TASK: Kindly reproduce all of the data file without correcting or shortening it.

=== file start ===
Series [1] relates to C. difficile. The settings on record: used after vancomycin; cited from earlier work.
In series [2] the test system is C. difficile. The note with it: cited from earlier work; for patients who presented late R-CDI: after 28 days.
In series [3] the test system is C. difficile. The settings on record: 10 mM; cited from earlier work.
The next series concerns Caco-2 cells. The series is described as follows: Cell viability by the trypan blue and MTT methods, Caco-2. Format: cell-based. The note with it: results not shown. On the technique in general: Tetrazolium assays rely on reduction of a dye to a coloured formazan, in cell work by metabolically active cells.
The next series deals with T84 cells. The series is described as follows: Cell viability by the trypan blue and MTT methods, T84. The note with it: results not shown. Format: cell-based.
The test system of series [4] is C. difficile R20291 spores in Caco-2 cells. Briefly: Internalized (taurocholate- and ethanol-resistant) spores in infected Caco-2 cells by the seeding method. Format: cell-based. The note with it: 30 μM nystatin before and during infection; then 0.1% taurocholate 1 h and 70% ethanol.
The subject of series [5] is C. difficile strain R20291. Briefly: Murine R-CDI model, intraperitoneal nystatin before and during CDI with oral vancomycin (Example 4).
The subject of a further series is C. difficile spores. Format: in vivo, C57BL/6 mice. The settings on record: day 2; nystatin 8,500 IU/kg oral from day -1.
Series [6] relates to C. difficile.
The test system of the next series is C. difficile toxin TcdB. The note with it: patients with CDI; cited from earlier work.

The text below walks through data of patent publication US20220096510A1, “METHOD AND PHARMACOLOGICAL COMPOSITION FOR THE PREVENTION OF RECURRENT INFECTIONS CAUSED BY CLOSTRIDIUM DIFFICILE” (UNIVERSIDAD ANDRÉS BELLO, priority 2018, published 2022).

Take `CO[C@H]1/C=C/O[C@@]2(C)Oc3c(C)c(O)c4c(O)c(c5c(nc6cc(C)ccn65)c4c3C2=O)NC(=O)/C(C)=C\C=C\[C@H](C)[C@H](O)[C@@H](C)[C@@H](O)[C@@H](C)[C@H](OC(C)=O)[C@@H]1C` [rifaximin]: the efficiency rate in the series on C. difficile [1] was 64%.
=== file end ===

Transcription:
Series [1] relates to C. difficile. The settings on record: used after vancomycin; cited from earlier work.
In series [2] the test system is C. difficile. The note with it: cited from earlier work; for patients who presented late R-CDI: after 28 days.
In series [3] the test system is C. difficile. The settings on record: 10 mM; cited from earlier work.
The next series concerns Caco-2 cells. The series is described as follows: Cell viability by the trypan blue and MTT methods, Caco-2. Format: cell-based. The note with it: results not shown. On the technique in general: Tetrazolium assays rely on reduction of a dye to a coloured formazan, in cell work by metabolically active cells.
The next series deals with T84 cells. The series is described as follows: Cell viability by the trypan blue and MTT methods, T84. The note with it: results not shown. Format: cell-based.
The test system of series [4] is C. difficile R20291 spores in Caco-2 cells. Briefly: Internalized (taurocholate- and ethanol-resistant) spores in infected Caco-2 cells by the seeding method. Format: cell-based. The note with it: 30 μM nystatin before and during infection; then 0.1% taurocholate 1 h and 70% ethanol.
The subject of series [5] is C. difficile strain R20291. Briefly: Murine R-CDI model, intraperitoneal nystatin before and during CDI with oral vancomycin (Example 4).
The subject of a further series is C. difficile spores. Format: in vivo, C57BL/6 mice. The settings on record: day 2; nystatin 8,500 IU/kg oral from day -1.
Series [6] relates to C. difficile.
The test system of the next series is C. difficile toxin TcdB. The note with it: patients with CDI; cited from earlier work.

The text below walks through data of patent publication US20220096510A1, “METHOD AND PHARMACOLOGICAL COMPOSITION FOR THE PREVENTION OF RECURRENT INFECTIONS CAUSED BY CLOSTRIDIUM DIFFICILE” (UNIVERSIDAD ANDRÉS BELLO, priority 2018, published 2022).

Take `CO[C@H]1/C=C/O[C@@]2(C)Oc3c(C)c(O)c4c(O)c(c5c(nc6cc(C)ccn65)c4c3C2=O)NC(=O)/C(C)=C\C=C\[C@H](C)[C@H](O)[C@@H](C)[C@@H](O)[C@@H](C)[C@H](OC(C)=O)[C@@H]1C` [rifaximin]: the efficiency rate in the series on C. difficile [1] was 64%.